Featured Videos

Your JavaScript is turned off or you have an old version of Adobe's Flash Player. Get the latest Flash player.
Muslims Long Thrived in N Carolina Before Slaying of 3 Studentsi
X
Jerome Socolovsky
March 05, 2015 9:04 PM
The killings of three Muslim students in North Carolina early last month came as Muslims across the United States have felt under siege, partly as a result of terrorist attacks being committed internationally in the name of their faith. But Muslims have long thrived in university cities in this part of the American South. VOA's Jerome Socolovsky reports.
Video

Video Muslims Long Thrived in N Carolina Before Slaying of 3 Students

The killings of three Muslim students in North Carolina early last month came as Muslims across the United States have felt under siege, partly as a result of terrorist attacks being committed internationally in the name of their faith. But Muslims have long thrived in university cities in this part of the American South. VOA's Jerome Socolovsky reports.
Video

Video Fuel Shortages in Nigeria Threaten Election Campaigns

Nigeria is suffering a gas shortage as the falling oil price has affected the country’s ability to import and distribute refined fuels. Coming just weeks before scheduled March 28 elections, the shortage could have a big impact on the campaign, as Henry Ridgwell reports for VOA.
Video

Video Report: Human Rights in Annexed Crimea Deteriorating

A new report by Freedom House and the Atlantic Council of the United States says the human rights situation in Crimea has deteriorated since the peninsula was annexed by Russia in March of last year. The report says the new authorities in Crimea are discriminating against minorities, suppressing freedom of expression, and forcing residents to assume Russian citizenship or leave. Zlatica Hoke has more.
Video

Video 50 Years Later African-Americans See New Voting Rights Battles Ahead

Thousands of people will gather to mark the 50th anniversary of a historic civil rights march on March 7th in Selma, Alabama. In 1965, dozens of people were seriously injured during the event known as “Bloody Sunday,” after police attacked African-American demonstrators demanding voting rights. VOA’s Chris Simkins introduces us to some civil rights pioneers who are still fighting for voting rights in Alabama more than 50 years later.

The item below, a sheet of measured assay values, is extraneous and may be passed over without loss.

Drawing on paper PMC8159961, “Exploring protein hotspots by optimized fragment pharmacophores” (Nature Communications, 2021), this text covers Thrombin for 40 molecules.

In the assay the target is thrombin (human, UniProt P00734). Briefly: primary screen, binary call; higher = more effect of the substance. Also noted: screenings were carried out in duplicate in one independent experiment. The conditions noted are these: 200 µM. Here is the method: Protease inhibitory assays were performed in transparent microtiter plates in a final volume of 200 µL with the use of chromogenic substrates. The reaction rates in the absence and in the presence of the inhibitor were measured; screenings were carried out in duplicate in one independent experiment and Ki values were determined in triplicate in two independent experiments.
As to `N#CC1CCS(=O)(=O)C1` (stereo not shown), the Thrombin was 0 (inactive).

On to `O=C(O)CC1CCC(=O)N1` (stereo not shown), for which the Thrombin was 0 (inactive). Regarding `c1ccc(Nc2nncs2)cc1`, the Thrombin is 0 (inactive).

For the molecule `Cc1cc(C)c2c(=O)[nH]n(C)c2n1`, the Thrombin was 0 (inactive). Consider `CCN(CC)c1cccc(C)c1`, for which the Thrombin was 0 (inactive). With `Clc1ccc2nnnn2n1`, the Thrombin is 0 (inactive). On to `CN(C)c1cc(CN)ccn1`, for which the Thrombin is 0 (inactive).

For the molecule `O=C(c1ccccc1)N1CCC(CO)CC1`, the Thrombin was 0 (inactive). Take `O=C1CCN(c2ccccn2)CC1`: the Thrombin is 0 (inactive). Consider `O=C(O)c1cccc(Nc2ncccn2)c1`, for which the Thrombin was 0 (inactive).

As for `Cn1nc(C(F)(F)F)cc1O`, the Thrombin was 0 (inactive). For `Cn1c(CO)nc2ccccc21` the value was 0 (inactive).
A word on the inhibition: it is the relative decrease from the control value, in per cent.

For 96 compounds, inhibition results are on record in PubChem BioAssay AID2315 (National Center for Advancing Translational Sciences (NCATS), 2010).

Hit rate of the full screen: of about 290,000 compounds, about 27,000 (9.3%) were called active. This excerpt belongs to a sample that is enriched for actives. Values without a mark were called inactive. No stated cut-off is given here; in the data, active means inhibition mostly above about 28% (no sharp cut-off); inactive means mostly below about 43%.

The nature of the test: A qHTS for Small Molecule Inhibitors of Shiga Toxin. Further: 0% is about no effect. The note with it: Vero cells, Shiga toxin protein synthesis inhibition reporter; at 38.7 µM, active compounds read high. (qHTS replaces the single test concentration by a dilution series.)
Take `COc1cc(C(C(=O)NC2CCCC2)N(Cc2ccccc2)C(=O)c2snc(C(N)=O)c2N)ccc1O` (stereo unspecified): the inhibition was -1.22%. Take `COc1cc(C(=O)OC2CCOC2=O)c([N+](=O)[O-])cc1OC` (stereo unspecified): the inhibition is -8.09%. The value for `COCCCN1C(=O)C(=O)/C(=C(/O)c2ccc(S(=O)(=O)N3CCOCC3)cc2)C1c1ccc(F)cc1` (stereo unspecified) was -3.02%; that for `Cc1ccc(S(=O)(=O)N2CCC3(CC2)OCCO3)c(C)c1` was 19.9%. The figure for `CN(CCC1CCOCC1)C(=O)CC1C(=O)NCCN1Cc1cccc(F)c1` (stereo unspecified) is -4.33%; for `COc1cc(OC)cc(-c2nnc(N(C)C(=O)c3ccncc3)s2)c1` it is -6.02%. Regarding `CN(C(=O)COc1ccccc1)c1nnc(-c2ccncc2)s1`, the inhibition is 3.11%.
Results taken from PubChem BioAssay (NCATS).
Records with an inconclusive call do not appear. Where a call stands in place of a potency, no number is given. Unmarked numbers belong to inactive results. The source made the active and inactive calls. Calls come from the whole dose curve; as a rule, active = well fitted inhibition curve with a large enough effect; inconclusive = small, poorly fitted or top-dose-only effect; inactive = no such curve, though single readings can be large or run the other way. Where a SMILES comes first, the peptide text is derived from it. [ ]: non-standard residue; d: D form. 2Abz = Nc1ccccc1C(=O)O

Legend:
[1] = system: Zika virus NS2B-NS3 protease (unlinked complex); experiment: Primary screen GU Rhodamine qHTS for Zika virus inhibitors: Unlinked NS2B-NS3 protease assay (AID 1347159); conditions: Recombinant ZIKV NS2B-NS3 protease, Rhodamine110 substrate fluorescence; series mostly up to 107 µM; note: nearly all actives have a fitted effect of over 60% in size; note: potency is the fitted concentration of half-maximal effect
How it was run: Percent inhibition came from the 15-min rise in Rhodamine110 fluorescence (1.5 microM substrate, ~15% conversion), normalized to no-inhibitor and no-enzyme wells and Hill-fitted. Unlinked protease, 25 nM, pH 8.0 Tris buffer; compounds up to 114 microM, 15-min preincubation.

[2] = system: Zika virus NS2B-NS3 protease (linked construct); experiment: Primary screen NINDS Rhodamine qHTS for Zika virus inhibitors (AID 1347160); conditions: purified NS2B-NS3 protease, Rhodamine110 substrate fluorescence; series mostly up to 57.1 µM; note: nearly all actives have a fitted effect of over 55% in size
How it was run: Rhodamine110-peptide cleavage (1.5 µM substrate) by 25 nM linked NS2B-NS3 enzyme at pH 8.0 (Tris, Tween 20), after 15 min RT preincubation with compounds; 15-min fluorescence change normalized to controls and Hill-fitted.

Video

Video Craft Brewers Taking Hold in US Beer Market

Since the 1950’s, the U.S. beer industry has been dominated by a handful of huge breweries. But in recent years, the rapid rise of small craft breweries has changed the American market and, arguably, the way people drink beer. VOA’s Jeff Custer reports.
Video

Video Video Claims to Show Shia Forces in Iraq Executing Sunni Boy

A graphic mobile phone video is spreading on the Internet, claiming to show Iraqi forces or Shia militia executing a handcuffed Sunni boy. Experts have yet to verify the video, but already Islamic State followers are publicizing it across social media, playing on deep-rooted sectarian fears. VOA’s Jeff Seldin reports.
Video

Video Ukrainian Authorities Struggle to Secure a Divided Mariupol

Since last month's cease-fire went into effect, shelling around the port city of Mariupol has decreased, but it is thought pro-Russian separatists remain poised to attack. For the city’s authorities, a major challenge is gaining the trust of residents, while at the same time rooting out informants who are passing sensitive information to the rebels. Patrick Wells reports for VOA.
Video

Video Volunteer Gauge-Watchers Help Fine-Tune Weather Science

An observation system called CoCoRaHS is working to improve weather science, thanks to thousands of volunteers across the country who measure precipitation in their own backyards, then share their data through the Internet. VOA's Shelley Schlender reports.
Video

Video NASA Spacecraft Approaches a Dwarf Planet

NASA’s Dawn spacecraft will make history on Friday, March 6, when it becomes the first man-made object to orbit a dwarf planet named Ceres. It is located in the asteroid belt between Mars and Jupiter, almost 500 million kilometers from Earth. Among other objectives, Dawn will try to examine two mysterious bright white spots detected on the planet’s surface. VOA’s George Putic has more.
Video

Video Young Muslims Radicalized Online

Young Muslims are being radicalized ‘in their bedrooms’ through direct contact with Islamic State or ISIL fighters via the Internet, according to terror experts. There are growing concerns that authorities and Internet providers are not doing enough to counter online extremism - which analysts say is spread by a prolific network of online supporters around the world. Henry Ridgwell reports from London.
Video

Video Positive Messaging Transforms Ethiopia's Image

Ethiopia was once known for famine and droughts. Now, headlines more often point to its fast-growing economy and its emergence as a regional peacemaker. How has Addis Ababa changed the narrative? VOA's Marthe van der Wolf reports.
Video

Video Answers Elude Families of MH370 Passengers

For the families on board Malaysia Airlines flight MH370, an airline official’s statement nearly one year ago that the plane had lost contact with air traffic control at 2:40 AM is the only thing that remains confirmed. William Ide reports.

All About America

Circumventing Censorship

An Internet Primer for Healthy Web Habits

As surveillance and censoring technologies advance, so, too, do new tools for your computer or mobile device that help protect your privacy and break through Internet censorship.
More